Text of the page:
Roughly six years ago, Americans waved goodbye to two major Detroit automakers, Chrysler and General Motors. After years of poor business strategy and mismanagement, Chrysler and GM closed their doors and needed a unique bailout to restructure and return to the business world for another try.
Fast-forward to today, and despite GM recalling more than 25 million vehicles in the U.S. alone, both automakers are healthier than they have been in over a decade. That isn't going to save Chrysler from saying goodbye a second time, though.
Fortunately, this time around, Chrysler's goodbye isn't nearly as dramatic, and as it takes place, a new opportunity arises.
Last week Fiat (NASDAQOTH:FIATY) shareholders finally approved the merger of Fiat and Chrysler, to be officially renamed Fiat Chrysler Automobiles (FCA) and incorporated under Dutch law. While the newly merged company will soon list on the New York Stock Exchange, the automaker's headquarters will move to Slough, England, until FCA opens a London HQ office at the end of this year.
Despite the movement of headquarters, FCA is attempting to make as little a splash as possible by being "neutral" between its Chrysler Detroit roots and Fiat's roots in Italy. FCA's new office will be located in London's West End, which happens to be one of the most expensive office districts in the world -- so much for not making a splash.
As Fiat and Chrysler move a handful of top brass to London, FCA CEO Sergio Marchionne has vowed to keep all of Fiat's factories open in Italy, as well as to rehire up to 30,000 workers. Back in the states, Chrysler's setup in Auburn Hills, Michigan, will remain a center for research and development, marketing, and other major processes.
In reality, only about 50 employees will be located in London's headquarters, and the new automaker's roots will remain very much in Detroit.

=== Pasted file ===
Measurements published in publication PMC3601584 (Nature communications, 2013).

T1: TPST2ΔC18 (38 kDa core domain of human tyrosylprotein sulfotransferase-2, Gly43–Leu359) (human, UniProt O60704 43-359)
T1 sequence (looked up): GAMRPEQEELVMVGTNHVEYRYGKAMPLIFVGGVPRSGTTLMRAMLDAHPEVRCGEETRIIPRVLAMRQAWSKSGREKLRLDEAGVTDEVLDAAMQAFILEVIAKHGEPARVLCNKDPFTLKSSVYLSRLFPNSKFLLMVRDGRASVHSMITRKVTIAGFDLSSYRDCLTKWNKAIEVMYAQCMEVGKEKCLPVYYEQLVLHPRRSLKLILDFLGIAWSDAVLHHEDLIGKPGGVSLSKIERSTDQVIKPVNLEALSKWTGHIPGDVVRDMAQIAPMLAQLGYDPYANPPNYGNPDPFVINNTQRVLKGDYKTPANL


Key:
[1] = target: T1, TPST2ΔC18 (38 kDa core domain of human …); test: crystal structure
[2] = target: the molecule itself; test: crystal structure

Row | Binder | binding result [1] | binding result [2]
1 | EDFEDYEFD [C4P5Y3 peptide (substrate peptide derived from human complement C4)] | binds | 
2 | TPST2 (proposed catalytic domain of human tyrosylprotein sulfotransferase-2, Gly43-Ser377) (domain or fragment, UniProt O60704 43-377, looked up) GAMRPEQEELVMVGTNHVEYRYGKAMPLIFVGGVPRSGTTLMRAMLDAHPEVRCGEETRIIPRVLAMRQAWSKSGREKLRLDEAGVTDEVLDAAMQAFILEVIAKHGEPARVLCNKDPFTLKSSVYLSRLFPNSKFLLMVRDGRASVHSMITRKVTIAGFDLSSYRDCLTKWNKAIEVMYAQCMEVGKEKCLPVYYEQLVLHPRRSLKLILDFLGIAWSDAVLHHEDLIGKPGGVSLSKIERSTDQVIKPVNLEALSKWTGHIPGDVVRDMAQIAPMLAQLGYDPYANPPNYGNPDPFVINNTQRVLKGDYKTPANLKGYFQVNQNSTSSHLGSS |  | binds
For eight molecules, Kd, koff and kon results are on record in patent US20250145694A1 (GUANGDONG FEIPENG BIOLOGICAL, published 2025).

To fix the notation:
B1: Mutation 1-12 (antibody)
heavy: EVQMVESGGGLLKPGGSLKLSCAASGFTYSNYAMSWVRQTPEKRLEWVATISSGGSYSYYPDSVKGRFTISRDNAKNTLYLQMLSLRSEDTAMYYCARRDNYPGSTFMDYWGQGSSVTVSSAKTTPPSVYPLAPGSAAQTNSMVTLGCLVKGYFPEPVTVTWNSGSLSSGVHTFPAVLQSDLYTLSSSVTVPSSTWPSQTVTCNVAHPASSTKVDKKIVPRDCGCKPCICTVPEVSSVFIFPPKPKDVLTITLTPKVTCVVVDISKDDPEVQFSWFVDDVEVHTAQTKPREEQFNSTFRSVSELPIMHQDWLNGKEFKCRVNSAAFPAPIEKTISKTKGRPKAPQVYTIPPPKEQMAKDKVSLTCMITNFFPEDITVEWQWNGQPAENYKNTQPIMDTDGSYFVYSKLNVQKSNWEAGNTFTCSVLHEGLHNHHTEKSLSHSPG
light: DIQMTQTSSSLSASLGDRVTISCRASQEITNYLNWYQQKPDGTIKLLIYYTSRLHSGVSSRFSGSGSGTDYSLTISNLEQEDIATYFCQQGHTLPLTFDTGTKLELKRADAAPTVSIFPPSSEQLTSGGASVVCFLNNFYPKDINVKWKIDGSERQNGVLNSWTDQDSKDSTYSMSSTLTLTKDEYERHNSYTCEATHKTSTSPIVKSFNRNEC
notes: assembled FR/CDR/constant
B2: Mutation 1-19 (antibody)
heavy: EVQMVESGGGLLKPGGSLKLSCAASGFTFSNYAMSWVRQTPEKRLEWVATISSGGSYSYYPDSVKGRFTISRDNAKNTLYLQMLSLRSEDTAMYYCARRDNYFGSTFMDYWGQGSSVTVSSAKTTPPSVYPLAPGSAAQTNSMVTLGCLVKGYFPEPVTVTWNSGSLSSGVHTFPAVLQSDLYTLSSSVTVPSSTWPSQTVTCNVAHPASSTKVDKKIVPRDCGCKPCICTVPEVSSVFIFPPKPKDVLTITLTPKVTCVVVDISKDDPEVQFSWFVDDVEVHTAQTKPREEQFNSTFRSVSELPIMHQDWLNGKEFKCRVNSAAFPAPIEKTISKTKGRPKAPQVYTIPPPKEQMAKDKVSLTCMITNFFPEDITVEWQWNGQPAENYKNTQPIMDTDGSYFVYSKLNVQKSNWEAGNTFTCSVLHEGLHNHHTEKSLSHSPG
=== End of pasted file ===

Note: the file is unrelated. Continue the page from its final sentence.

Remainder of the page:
Still a Detroit automaker at heart
With FCA's merger officially approved, it has created the seventh largest global automaker. However, FCA also has major work to do to catch any of its top rivals. FCA has laid the road-map strategy to try to climb the global ranks by increasing global sales 60% to 7 million vehicles by 2018 -- a significant jump from the 4.4 million units sold in 2013.
"The execution of the (Fiat Chrysler Automobiles) business plan announced on May 6 depends on the fact that the U.S. operations perform well," Marchionne said at a business event in Trento, Italy, back in June, according to Automotive News.
While FCA's headquarters will soon be traveling to London, make no mistake: This automaker has a future solely because of its Detroit roots. Without Chrysler, Fiat would have been unprofitable in each of the last two years, and its global plan going forward is going to be very reliant on Chrysler's surging Jeep brand.
Jeep was the world's No. 1 SUV brand through 1990, but has since slipped to the world's sixth-largest SUV brand by 2013. Going forward, if its recent sales surge in the U.S. is any indication, Jeep will have a chance to reclaim its top spot globally, and FCA plans for Jeep's sales to increase from 732,000 last year to 1.9 million in 2018.
Ultimately, Americans really shouldn't think of this development as saying goodbye to Chrysler -- it's simply a new office in London while its operations in Auburn Hills remain much the same. When FCA's shares are listed on the New York Stock Exchange on Oct. 13, it will give the automaker capital to execute its ambitious global turnaround plan. Right at the heart of that turnaround plan, and hauling in the majority of profits, will be the same Chrysler Detroit automaker that has been surging, on the back of its popular Jeep and Ram truck brands, since the Great Recession.
Daniel Miller owns shares of Apple and General Motors. The Motley Fool recommends Apple and General Motors and owns shares of Apple. Try any of our Foolish newsletter services free for 30 days. We Fools may not all hold the same opinions, but we all believe that considering a diverse range of insights makes us better investors. The Motley Fool has a disclosure policy.